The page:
Boinkie's Blog

Universalis

Friday, December 14, 2012

Benedit below the fold

actually just a copy of what I wrote on my regular blog
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The Anchoress reports on Benedict's tweets. 
and gives an example of what he is tweeting:
Q: Any suggestions on how to be more prayerful when we are so busy with the demands of work, families and the world?
A: Offer everything you do to the Lord, ask his help in all the circumstances of daily life and remember that he is always beside you
Hmm...seems to be channeling the busy cook Brother Lawrence.   link


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Related item via Father Z: the new avant garde:

From  The Economist
father Z's comments in red

A traditionalist avant-garde
It’s trendy to be a traditionalist in the Catholic church
SINCE the Second Vatican Council in 1962, the Roman Catholic church has striven to adapt to the modern world. But in the West—where many hoped a contemporary message would go down best—believers have left in droves. Sunday mass attendance in England and Wales has fallen by half from the 1.8m recorded in 1960; the average age of parishioners has risen from 37 in 1980 to 52 now. In America attendance has declined by over a third since 1960. Less than 5% of French Catholics attend regularly, and only 15% in Italy.  [But remember... Vatican II produced many wonderful things!] Yet as the mainstream wanes, traditionalists wax.
Take the Latin mass, dumped by the Vatican in 1962 for liturgies in vernacular languages. [Umm... not quite. It was after 1962, but let that pass.  The date is not of the essence.] In its most traditional form, the priest consecrates the bread and wine in a whisper with his back to the congregation [That old "back to the people" chestnut again?  Sigh.]: anathema to those who think openness is the spirit of the age. But Father John Zuhlsdorf, an American priest and blogger, [Him again?] says it challenges worshippers, unlike the cosy liberalism of the regular services. “It is not just a school assembly,” he says. Others share his enthusiasm.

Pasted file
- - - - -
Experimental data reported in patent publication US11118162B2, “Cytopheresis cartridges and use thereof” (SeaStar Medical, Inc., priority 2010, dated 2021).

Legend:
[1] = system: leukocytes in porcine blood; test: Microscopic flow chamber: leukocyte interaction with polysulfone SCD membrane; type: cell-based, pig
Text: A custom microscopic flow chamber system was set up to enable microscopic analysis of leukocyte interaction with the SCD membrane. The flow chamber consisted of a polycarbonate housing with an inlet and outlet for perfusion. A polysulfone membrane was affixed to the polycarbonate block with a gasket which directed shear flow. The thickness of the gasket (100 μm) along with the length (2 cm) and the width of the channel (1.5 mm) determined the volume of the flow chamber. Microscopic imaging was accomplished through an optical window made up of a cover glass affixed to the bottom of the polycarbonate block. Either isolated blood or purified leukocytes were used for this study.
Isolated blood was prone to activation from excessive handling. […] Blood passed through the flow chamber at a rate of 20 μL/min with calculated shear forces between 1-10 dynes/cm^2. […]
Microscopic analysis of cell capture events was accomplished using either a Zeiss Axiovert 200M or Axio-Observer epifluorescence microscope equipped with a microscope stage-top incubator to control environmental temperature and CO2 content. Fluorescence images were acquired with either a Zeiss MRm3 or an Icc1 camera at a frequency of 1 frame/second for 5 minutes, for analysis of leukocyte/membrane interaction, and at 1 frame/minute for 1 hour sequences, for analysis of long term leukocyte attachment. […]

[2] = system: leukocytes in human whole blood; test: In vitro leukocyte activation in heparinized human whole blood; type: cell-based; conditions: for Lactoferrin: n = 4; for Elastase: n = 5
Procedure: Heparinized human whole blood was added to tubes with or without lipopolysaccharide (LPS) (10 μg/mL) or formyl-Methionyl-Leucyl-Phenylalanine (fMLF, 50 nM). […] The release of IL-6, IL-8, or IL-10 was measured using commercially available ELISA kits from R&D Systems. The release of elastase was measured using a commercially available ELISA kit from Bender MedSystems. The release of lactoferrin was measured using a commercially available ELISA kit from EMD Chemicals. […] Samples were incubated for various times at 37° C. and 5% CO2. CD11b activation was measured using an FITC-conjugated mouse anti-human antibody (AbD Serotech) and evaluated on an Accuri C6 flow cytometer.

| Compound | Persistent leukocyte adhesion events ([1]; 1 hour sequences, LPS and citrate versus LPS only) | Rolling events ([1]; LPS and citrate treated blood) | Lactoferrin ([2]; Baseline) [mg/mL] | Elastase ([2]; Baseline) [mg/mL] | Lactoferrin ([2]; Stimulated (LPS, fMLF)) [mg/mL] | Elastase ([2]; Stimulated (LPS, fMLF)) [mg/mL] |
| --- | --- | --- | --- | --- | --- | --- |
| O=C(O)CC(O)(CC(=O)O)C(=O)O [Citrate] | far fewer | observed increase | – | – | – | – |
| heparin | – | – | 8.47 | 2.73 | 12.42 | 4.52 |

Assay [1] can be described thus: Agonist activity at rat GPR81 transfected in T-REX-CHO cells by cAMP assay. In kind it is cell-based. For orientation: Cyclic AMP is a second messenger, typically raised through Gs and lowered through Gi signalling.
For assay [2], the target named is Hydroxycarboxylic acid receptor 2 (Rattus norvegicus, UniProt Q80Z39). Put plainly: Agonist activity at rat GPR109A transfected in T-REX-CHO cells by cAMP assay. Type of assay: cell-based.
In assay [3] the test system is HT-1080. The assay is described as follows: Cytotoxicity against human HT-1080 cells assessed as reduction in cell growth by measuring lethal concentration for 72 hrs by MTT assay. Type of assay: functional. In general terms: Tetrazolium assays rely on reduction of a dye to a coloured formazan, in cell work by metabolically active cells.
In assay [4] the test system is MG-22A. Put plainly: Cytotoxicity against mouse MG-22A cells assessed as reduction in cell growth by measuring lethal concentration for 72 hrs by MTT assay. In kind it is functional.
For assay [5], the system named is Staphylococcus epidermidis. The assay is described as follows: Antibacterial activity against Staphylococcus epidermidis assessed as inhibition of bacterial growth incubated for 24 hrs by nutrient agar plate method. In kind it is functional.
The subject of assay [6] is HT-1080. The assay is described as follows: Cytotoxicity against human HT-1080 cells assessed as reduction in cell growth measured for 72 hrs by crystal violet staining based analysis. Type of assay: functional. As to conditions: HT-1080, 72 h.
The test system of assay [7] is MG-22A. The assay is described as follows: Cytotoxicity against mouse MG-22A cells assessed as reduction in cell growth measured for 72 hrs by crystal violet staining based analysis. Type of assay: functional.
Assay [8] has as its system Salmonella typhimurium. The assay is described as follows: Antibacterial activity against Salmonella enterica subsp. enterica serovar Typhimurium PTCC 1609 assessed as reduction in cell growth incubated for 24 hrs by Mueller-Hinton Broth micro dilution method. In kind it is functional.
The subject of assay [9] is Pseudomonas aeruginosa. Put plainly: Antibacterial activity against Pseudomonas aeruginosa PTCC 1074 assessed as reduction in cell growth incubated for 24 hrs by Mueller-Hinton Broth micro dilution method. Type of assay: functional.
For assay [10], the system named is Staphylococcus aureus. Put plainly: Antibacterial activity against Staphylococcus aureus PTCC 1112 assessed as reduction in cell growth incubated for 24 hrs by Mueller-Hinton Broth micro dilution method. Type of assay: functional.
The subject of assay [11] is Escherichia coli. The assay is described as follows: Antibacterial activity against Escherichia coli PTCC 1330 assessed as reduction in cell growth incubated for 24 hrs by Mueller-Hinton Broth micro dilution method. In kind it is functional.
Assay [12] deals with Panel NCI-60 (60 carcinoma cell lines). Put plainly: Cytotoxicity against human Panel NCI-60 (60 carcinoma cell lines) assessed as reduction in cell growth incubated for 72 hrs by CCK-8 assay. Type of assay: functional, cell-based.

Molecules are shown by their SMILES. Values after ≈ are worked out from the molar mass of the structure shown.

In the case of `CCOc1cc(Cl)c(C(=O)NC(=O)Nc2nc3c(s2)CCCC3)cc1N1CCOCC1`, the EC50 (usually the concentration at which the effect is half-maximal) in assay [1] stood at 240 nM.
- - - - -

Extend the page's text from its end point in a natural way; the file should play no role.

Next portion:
No, we don't have the Latin mass here in the Provinces, but then we also have a lot of people converting to protestant sects looking for holiness and the joy of a personal relationship with the deity.

Benedict wrote about the emotion of God's love in his encyclical on Love, insisting that love and truth is found in a personal and mutual love between us and God (and if it seems like he is channeling the Gita here,  never mind: most of the saints think alike).

So because God loves us, we love others and try to help them: not just by giving tax deductible money to fund dry institutions...and it is via worship and prayer that we "refill" our emotional being so that we don't suffer burnout.

Of course, this wasn't reported or taken seriously by the PC in the press or US church.... maybe because it also criticized organizations that push birth control as development without helping the poor (sounds familiar) and criticizes multinational corporations who ignore the needs of people and the environment.


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